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Finding communities in credit networks

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  • Bargigli, Leonardo
  • Gallegati, Mauro

Abstract

In this paper the authors focus on credit connections as a potential source of systemic risk. In particular, they seek to answer the following question: how do we find densely connected subsets of nodes within a credit network? The question is relevant for policy, since these subsets are likely to channel any shock affecting the network. As it turns out, a reliable answer can be obtained with the aid of complex network theory. In particular, the authors show how it is possible to take advantage of the ''community detection'' network literature. The proposed answer entails two subsequent steps. Firstly, the authors verify the hypothesis that the network under study truly has communities. Secondly, they devise a reliable algorithm to find those communities. In order to be sure that a given algorithm works, they test it over a sample of random benchmark networks with known communities. To overcome the limitation of existing benchmarks, the authors introduce a new model and test alternative algorithms, obtaining very good results with an adapted spectral decomposition method. To illustrate this method they provide a community description of the Japanese bank-firm credit network, getting evidence of a strengthening of communities over time and finding support for the well-known Japanese main ''bank'' system. Thus, the authors find comfort both from simulations and from real data on the possibility to apply community detection methods to credit markets. They believe that this method can fruitfully complement the study of contagious defaults. Since network risk depends crucially on community structure, their results suggest that policy maker should identify systemically important communities, i.e. those able extend the initial shock to the entire system.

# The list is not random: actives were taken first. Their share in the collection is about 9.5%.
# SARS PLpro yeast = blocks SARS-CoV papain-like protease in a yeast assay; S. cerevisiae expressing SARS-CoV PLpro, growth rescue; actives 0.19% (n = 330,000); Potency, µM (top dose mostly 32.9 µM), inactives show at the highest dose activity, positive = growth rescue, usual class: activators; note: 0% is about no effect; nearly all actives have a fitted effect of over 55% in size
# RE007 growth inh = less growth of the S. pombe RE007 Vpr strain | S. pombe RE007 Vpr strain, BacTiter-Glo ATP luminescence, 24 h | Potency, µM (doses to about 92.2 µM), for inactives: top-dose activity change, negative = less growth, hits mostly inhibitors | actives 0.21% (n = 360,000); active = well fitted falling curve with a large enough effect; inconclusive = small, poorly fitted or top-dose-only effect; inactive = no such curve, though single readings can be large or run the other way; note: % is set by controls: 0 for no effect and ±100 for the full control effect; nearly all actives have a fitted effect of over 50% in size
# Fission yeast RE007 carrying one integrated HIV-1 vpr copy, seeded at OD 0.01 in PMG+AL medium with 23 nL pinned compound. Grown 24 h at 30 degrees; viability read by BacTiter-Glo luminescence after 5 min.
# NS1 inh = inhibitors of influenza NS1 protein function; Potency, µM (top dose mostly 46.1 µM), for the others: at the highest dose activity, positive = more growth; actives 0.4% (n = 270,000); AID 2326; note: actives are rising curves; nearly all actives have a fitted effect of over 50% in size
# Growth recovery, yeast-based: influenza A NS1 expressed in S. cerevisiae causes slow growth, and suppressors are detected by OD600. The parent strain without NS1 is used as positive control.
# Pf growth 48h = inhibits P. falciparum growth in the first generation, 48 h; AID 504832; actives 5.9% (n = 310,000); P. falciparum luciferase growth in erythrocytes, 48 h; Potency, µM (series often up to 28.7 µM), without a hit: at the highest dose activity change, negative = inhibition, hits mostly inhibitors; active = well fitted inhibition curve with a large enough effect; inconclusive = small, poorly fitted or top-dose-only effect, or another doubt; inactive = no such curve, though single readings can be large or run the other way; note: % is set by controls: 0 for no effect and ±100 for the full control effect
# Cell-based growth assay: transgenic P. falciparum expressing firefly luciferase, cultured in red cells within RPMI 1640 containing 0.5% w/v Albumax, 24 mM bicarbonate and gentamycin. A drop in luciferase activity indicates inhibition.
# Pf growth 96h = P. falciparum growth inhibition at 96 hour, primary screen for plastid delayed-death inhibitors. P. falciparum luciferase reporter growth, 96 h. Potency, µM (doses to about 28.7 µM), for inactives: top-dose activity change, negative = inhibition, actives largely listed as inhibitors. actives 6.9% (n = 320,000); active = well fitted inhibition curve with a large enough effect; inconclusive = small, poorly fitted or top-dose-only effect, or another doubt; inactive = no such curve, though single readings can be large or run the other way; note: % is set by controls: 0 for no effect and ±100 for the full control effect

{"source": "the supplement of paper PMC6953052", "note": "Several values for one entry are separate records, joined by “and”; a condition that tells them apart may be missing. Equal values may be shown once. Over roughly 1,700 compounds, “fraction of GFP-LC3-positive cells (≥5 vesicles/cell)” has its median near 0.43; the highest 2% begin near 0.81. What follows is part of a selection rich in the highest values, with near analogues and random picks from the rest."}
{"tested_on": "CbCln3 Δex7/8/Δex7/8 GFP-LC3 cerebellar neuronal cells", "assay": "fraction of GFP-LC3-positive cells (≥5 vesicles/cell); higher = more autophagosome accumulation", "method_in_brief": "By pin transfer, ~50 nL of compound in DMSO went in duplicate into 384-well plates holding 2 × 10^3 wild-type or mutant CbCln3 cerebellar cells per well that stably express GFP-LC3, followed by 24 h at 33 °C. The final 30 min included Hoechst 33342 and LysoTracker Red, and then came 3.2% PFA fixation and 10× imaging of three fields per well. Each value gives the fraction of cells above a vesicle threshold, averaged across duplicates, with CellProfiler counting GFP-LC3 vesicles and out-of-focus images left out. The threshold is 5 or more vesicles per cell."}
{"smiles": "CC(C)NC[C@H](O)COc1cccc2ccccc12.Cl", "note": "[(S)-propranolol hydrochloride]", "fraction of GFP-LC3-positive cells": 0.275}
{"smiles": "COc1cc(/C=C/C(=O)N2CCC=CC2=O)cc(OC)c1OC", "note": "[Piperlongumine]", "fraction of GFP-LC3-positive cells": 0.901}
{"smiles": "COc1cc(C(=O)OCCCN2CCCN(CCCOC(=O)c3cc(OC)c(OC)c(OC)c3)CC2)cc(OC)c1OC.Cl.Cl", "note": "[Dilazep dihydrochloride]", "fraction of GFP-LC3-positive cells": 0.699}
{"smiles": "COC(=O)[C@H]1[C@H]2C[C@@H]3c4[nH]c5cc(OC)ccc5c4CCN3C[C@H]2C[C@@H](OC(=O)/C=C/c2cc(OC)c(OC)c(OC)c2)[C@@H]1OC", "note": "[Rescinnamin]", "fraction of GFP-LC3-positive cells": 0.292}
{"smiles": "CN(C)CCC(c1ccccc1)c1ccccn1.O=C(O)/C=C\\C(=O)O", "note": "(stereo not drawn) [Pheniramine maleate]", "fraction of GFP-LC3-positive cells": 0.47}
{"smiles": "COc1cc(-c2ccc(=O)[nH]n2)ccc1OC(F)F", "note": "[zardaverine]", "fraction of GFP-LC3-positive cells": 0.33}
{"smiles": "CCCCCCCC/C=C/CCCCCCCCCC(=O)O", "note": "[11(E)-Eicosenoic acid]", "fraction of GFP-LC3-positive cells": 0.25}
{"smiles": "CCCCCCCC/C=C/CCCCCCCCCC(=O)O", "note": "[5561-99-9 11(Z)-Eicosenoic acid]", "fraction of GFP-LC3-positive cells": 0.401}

Suggested Citation

  • Bargigli, Leonardo & Gallegati, Mauro, 2013. "Finding communities in credit networks," Economics - The Open-Access, Open-Assessment E-Journal, Kiel Institute for the World Economy (IfW), vol. 7, pages 1-39.
  • Handle: RePEc:zbw:ifweej:201317
    DOI: 10.5018/economics-ejournal.ja.2013-17
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    References listed on IDEAS

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    Cited by:

    1. Catullo, Ermanno & Gallegati, Mauro & Palestrini, Antonio, 2015. "Towards a credit network based early warning indicator for crises," Journal of Economic Dynamics and Control, Elsevier, vol. 50(C), pages 78-97.
    2. Billio, Monica & Casarin, Roberto & Rossini, Luca, 2019. "Bayesian nonparametric sparse VAR models," Journal of Econometrics, Elsevier, vol. 212(1), pages 97-115.
    3. Silva, Thiago Christiano & de Souza, Sergio Rubens Stancato & Tabak, Benjamin Miranda, 2016. "Network structure analysis of the Brazilian interbank market," Emerging Markets Review, Elsevier, vol. 26(C), pages 130-152.
    4. Casarin, Roberto & Costola, Michele & Yenerdag, Erdem, 2018. "Financial bridges and network communities," SAFE Working Paper Series 208, Leibniz Institute for Financial Research SAFE.
    5. Wäckerle, Manuel, 2013. "On the bottom-up foundations of the banking-macro nexus," Economics - The Open-Access, Open-Assessment E-Journal, Kiel Institute for the World Economy (IfW), vol. 7, pages 1-45.
    6. Dániel Kondor & Márton Pósfai & István Csabai & Gábor Vattay, 2014. "Do the Rich Get Richer? An Empirical Analysis of the Bitcoin Transaction Network," PLOS ONE, Public Library of Science, vol. 9(2), pages 1-10, February.

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    More about this item

    Keywords

    credit networks; communities; contagion; systemic risk;
    All these keywords.

    JEL classification:

    • C49 - Mathematical and Quantitative Methods - - Econometric and Statistical Methods: Special Topics - - - Other
    • C63 - Mathematical and Quantitative Methods - - Mathematical Methods; Programming Models; Mathematical and Simulation Modeling - - - Computational Techniques
    • D85 - Microeconomics - - Information, Knowledge, and Uncertainty - - - Network Formation
    • E51 - Macroeconomics and Monetary Economics - - Monetary Policy, Central Banking, and the Supply of Money and Credit - - - Money Supply; Credit; Money Multipliers
    • G21 - Financial Economics - - Financial Institutions and Services - - - Banks; Other Depository Institutions; Micro Finance Institutions; Mortgages

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